Substantive Violations


The False Claims Act (the “FCA”) subjects an individual or company to liability for “knowingly” submitting or causing the submission of a false claim. There are two common elements that a qui tam whistleblower must establish under any FCA subsection to prove a violation under the FCA: a claim must be (1) made “knowingly” and (2) “false” or “fraudulent.”


  • A defendant will be liable upon demonstration that he or she “knowingly” submitted a false claim. There is no requirement to prove that the defendant actually intended to submit false claims under the FCA. Rather, liability may be established by simply proving deliberate ignorance or reckless disregard for the truth of the claims. Mere negligence and “innocent mistakes” are not sufficient to establish liability under the FCA.
  • Actual knowledge is often difficult to demonstrate. Although it is always desirable to show that the defendant subjectively knew the claim was false, rarely are confessions admitting responsibility found. Except for an occasional e-mail providing a paper trail, showing actual knowledge requires more brain surgery than proof.
  • Some arrangements, however, by their nature demonstrate awareness. For example, some contracts may call for the delivery of a specific type or brand name of a product. These contracts will also lay out appropriate procedures to follow if the contractor wishes to provide an alternate product. If the contractor does not provide the requested brand name product and does not follow the procedures to provide an alternate product, courts will easily find that the contractor had actual knowledge that he was submitting products that did not comply with the terms of the contract.
  • Recklessness is usually defined in civil law as a standard that falls between negligent and deliberate conduct. In FCA terms, the degree to which the cost of submitting a false claim (over-payment expense), is greater than the cost of preventing the false claim (expense of due diligence), determines the knowledge classification. For example, submitting bills to Medicare that have little or no factual basis is also considered reckless behavior. In the medical arena, courts may impose liability based on grossly inferior record keeping. For instance, courts have imposed liability based on reckless conduct when a doctor billed close to, or in some instances over, twenty-four hours in a single day and failed to review bills submitted on his behalf.

False or Fraudulent

  • In contrast to the term “knowingly,” the terms “false” and “fraudulent” are not defined in the FCA. When falsity is an issue, the question usually centers on the interpretation of a government regulation, contract, or law. Some courts have held that a claim cannot be “false” if it is submitted pursuant to a reasonable interpretation of vague statutory language. Those courts hold that to be actionable, a statement must be false under all reasonable interpretations. A well-informed defendant might defeat a finding of falsity by proving that the conduct was reasonable under at least one interpretation of the law.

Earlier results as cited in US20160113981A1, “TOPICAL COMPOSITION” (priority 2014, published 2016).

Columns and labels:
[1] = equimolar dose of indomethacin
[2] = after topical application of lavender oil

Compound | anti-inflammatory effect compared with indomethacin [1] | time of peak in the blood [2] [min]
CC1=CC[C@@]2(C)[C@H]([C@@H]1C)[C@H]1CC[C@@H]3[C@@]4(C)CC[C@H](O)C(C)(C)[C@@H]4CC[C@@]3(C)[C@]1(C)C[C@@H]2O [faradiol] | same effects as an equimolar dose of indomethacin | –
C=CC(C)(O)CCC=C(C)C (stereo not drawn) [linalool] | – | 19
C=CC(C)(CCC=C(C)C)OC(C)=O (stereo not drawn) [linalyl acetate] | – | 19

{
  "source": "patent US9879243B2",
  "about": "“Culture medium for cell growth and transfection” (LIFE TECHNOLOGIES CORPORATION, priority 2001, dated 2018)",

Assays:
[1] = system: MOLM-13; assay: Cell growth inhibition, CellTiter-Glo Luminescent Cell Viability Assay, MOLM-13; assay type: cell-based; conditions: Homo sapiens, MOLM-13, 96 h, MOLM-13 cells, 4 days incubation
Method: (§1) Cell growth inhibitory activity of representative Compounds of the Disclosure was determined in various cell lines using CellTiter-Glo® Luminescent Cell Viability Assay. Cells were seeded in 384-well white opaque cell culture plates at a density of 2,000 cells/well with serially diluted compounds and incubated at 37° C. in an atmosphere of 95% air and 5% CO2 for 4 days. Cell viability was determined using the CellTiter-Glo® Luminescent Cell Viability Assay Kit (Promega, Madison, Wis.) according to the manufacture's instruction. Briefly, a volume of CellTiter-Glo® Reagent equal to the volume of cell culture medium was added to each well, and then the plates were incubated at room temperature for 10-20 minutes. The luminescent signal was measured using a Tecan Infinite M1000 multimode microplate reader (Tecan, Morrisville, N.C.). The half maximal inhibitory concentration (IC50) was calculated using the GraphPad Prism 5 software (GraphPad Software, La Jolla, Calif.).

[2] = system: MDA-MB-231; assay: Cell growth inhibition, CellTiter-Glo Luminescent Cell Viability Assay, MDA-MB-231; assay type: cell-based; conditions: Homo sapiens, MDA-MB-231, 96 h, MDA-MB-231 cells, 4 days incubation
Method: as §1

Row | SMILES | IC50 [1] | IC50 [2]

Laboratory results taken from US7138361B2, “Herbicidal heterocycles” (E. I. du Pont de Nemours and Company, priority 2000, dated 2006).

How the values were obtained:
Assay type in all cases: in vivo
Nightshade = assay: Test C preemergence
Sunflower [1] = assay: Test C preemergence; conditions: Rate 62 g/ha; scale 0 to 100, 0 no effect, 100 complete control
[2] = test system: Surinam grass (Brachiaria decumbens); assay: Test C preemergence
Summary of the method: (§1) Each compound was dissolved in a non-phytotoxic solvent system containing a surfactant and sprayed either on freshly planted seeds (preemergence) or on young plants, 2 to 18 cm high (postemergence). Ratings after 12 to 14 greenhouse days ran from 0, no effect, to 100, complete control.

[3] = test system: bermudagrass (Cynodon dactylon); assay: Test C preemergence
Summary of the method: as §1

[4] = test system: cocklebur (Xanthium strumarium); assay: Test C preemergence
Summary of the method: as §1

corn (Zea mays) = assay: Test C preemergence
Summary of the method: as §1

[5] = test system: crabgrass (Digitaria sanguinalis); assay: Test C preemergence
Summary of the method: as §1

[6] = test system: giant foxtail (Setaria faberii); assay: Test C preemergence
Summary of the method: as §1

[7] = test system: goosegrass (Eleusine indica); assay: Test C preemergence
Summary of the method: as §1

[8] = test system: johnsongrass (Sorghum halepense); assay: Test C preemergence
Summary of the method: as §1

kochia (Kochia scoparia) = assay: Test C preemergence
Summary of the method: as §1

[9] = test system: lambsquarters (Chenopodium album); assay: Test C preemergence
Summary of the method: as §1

There are seven theories of liability under the False Claims Act under which a qui tam whistleblower could proceed.

  • Presenting a false claim (Section 3729(a)(1)). This section allows a court to impose liability on a defendant for presenting a “direct false claim,” or presenting a “false certification” to the government. However, the treatment of FCA claims varies significantly among the circuit courts.
  • Using a False Record (Section 3729(a)(2)). False records or statements are generally incorporated into submitted claims. The methods of incorporation may vary from mere references to attachments.

    Because of the roles of multiple parties and the somewhat differing statutory interpretations by the courts, there are two theories that must be considered when analyzing this section. Assuming one party, a subcontractor, is responsible for preparing a false record or statement, and another party, a contractor, is responsible for submitting the false claim, there may be differences in responsibility for the final submission. All courts require the ultimate false claim be submitted to the government before imposing liability. However, the courts are divided on the liability of the subcontracting party that was involved in the preparation and submission of the false record or statement. While the majority rule requires no knowledge or participation by the subcontractor in the actual presentment of the false claim, the minority view requires that the subcontractor have some degree of knowledge or participation in the contractor’s presentment of the false claim to the government.